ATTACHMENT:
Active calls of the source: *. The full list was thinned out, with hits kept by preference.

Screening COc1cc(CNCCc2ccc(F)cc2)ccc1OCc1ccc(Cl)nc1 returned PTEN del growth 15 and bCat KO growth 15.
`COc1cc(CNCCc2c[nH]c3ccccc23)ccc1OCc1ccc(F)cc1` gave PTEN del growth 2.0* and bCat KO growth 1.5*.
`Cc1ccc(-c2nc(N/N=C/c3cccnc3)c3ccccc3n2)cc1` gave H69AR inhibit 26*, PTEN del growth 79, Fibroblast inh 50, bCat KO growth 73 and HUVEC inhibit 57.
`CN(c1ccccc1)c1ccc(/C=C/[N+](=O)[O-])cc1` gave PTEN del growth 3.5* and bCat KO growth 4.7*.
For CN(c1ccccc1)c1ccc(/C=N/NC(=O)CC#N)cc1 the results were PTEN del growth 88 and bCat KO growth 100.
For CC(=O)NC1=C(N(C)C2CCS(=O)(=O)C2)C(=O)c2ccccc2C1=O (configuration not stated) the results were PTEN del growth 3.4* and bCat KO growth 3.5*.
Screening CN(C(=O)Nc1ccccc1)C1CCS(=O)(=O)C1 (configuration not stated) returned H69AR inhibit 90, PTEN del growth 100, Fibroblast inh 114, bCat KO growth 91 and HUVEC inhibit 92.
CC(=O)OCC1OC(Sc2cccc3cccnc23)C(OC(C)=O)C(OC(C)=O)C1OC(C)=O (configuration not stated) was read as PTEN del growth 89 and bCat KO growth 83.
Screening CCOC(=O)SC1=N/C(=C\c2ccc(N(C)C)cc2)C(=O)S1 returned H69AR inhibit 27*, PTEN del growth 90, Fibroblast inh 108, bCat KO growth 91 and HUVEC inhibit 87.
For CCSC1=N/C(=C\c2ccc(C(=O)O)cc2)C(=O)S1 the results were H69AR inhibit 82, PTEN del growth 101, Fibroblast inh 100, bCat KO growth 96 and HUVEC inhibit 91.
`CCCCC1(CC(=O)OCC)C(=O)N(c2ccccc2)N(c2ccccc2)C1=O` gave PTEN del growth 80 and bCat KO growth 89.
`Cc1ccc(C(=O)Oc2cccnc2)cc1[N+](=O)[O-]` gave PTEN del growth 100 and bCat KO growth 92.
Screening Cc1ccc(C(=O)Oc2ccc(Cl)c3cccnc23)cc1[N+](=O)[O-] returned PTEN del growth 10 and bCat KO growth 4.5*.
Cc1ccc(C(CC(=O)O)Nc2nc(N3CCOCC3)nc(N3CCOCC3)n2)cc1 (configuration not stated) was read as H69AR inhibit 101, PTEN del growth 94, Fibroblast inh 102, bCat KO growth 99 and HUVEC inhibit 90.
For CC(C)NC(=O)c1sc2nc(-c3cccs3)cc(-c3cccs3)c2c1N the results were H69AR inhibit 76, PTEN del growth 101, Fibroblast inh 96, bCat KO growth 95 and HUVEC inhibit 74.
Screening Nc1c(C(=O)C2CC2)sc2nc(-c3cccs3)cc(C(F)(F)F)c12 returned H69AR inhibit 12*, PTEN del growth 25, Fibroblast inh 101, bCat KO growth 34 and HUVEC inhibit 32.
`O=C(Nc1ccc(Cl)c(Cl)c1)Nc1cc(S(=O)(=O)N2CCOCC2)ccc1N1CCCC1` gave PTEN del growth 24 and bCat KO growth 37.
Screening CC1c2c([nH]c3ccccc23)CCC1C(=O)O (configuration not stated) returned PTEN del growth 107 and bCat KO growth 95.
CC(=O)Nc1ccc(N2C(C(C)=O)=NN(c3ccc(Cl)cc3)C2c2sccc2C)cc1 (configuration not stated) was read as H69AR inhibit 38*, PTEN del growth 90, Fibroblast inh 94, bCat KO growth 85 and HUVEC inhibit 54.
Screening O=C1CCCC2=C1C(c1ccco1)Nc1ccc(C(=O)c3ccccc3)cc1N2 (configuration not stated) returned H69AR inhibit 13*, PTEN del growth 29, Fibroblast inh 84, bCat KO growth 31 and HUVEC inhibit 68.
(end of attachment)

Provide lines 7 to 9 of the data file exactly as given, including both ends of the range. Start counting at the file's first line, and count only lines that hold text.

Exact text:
For CC(=O)NC1=C(N(C)C2CCS(=O)(=O)C2)C(=O)c2ccccc2C1=O (configuration not stated) the results were PTEN del growth 3.4* and bCat KO growth 3.5*.
Screening CN(C(=O)Nc1ccccc1)C1CCS(=O)(=O)C1 (configuration not stated) returned H69AR inhibit 90, PTEN del growth 100, Fibroblast inh 114, bCat KO growth 91 and HUVEC inhibit 92.
CC(=O)OCC1OC(Sc2cccc3cccnc23)C(OC(C)=O)C(OC(C)=O)C1OC(C)=O (configuration not stated) was read as PTEN del growth 89 and bCat KO growth 83.